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1. Economy hammers LI building The drop in (Credit: Newsday / J. Conrad Williams Jr.)

1. Economy hammers LI building
The drop in new-home construction reached deeply and widely into communities across Long Island, shrinking the building industry and damaging many other parts of the economy, according to the newest U.S. Census Bureau data. The impact is far-reaching. Towns and villages lost revenue from building fees as well as from taxes. Developers and subcontractors faced layoffs or closing. Businesses ranging from furniture-makers and landscapers to stores and restaurants suffered. Although building slowed dramtically, it didn't stop. LI Builders Institute preisdent Ira Tane stands in the yard of a project in Melville. (Dec. 15, 2010)

Bling to bankruptcy -- 2010's top 10 LI business stories

From the bling of Fortunoff jewelry to desperate economic times, Long Island passed 2010 as a study in contrasts. The grief of 2009 -- job loss, unemployment, foreclosure and was offset by some remarkable news -- a record price for commercial real estate, a reprieve for a doomed GM dealership and of course the news that a smaller Fortunoff's store will bring back the shopping magnet to the Island.

10. A small, but sparkling, reincarnation During its
(Credit: Handout)

10. A small, but sparkling, reincarnation
During its decades as a go-to spot for Long Island shoppers, Fortunoff was known for its jewelry. One of its final campaigns was with supermodel Petra Nemcova. But doors closed in 2009. In December, the jewelry department was reopened online for the holiday season, and there are plans for a brick-and-mortar store in 2011. (Undated)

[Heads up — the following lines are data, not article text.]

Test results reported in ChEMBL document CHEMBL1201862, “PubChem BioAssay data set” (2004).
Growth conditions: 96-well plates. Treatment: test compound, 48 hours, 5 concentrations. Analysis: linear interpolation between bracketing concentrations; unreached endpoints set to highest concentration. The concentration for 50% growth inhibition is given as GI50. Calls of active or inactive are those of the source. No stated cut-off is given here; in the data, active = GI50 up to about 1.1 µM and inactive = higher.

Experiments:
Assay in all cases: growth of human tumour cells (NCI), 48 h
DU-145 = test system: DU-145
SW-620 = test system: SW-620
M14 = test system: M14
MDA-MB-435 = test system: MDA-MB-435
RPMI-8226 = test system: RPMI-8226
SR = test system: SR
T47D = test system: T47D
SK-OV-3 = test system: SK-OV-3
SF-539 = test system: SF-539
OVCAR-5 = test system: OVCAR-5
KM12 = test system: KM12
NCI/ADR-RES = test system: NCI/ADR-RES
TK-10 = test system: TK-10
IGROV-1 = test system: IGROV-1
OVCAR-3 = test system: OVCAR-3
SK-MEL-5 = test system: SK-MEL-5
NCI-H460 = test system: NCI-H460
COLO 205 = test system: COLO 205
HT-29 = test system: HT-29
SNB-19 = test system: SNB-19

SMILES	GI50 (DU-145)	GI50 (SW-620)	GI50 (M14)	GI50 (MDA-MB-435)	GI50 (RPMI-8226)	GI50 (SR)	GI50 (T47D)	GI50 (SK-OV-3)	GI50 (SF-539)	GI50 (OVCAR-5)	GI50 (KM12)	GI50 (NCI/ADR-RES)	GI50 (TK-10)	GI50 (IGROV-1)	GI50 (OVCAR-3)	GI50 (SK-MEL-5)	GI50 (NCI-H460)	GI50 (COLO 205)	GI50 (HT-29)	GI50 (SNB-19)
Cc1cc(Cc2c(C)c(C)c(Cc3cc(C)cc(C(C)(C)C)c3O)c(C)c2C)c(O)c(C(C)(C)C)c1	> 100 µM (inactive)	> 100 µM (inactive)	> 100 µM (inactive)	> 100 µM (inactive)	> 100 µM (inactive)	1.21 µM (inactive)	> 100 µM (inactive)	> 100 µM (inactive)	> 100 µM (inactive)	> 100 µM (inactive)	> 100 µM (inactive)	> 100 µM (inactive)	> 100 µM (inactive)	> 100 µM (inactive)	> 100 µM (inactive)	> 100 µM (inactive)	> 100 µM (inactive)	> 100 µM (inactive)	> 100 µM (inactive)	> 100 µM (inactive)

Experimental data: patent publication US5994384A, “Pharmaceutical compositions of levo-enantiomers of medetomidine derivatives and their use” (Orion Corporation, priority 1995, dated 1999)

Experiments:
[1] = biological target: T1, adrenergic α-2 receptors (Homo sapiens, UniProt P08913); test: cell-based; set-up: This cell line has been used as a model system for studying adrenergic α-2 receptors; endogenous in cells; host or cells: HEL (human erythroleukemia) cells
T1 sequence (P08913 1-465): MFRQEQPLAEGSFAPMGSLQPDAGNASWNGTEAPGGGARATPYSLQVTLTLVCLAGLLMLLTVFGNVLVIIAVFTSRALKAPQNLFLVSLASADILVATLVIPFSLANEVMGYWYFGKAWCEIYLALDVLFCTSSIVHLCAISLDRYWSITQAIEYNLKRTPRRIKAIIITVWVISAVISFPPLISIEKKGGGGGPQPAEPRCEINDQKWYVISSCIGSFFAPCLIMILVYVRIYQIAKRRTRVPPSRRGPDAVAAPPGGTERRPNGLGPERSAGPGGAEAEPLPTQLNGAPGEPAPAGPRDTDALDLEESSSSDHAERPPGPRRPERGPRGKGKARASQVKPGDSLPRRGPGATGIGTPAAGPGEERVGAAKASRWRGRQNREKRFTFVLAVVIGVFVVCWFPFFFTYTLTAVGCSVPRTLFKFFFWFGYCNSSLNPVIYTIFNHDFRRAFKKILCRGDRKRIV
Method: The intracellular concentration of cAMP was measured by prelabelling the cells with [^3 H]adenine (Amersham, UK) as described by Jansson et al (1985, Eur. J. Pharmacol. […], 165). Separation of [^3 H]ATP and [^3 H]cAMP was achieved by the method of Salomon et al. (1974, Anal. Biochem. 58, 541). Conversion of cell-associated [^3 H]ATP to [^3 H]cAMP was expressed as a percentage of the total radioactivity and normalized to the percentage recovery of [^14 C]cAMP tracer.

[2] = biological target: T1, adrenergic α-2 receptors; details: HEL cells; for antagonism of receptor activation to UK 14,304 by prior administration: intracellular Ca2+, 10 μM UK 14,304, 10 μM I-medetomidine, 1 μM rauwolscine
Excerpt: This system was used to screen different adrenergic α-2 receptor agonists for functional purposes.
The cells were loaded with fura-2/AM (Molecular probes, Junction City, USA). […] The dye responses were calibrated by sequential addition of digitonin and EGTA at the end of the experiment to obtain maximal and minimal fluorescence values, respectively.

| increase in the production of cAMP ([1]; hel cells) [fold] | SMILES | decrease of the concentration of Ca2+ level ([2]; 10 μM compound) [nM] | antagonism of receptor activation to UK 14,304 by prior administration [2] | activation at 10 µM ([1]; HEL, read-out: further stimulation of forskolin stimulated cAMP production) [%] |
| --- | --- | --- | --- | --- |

An economic cornerstone crumbles OSI Pharmaceuticals of Melville
(Credit: Charles Eckert)

An economic cornerstone crumbles
OSI Pharmaceuticals of Melville morphed into Astrellas this year after the Tokyo drug maker announced it was buying the company in May. OSI had been planning to move to Westchester County from Long Island to the chagrin of many in the business community who had hoped the company's operation on the Island would attract other such businesses. Astrellas will keep about 90 of its 240 employees at the Broadhollow Bioscience Park at Farmingdale State University. The other positions are being eliminated. The Melville building will be closed in June. (2009)

7. Long job lines Job fairs across metropolitan
(Credit: AP)

7. Long job lines
Job fairs across metropolitan area were well attended, but the rate of unemployed on Long Island stayed stubbornly high. By November it hit 7.2 percent up from midsummer numbers of around 6.9 percent but down from January when it was 7.9 percent. Nationally, the rate was 9.8 as the year came to a close. (2009)

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Signs of a buyers' market Signs like these
(Credit: Getty Images)

Signs of a buyers' market
Signs like these have been everywhere on Long Island indicating the state of the struggling real estate market. The volume of homes for sale on Long Island stayed high throughout the year, and despite a slowdown in November, foreclosures increased. Overall, prices took a beating. By November, the Nassau median price was $399,500; Suffolk, $320,000, both down from a year earlier. (2008)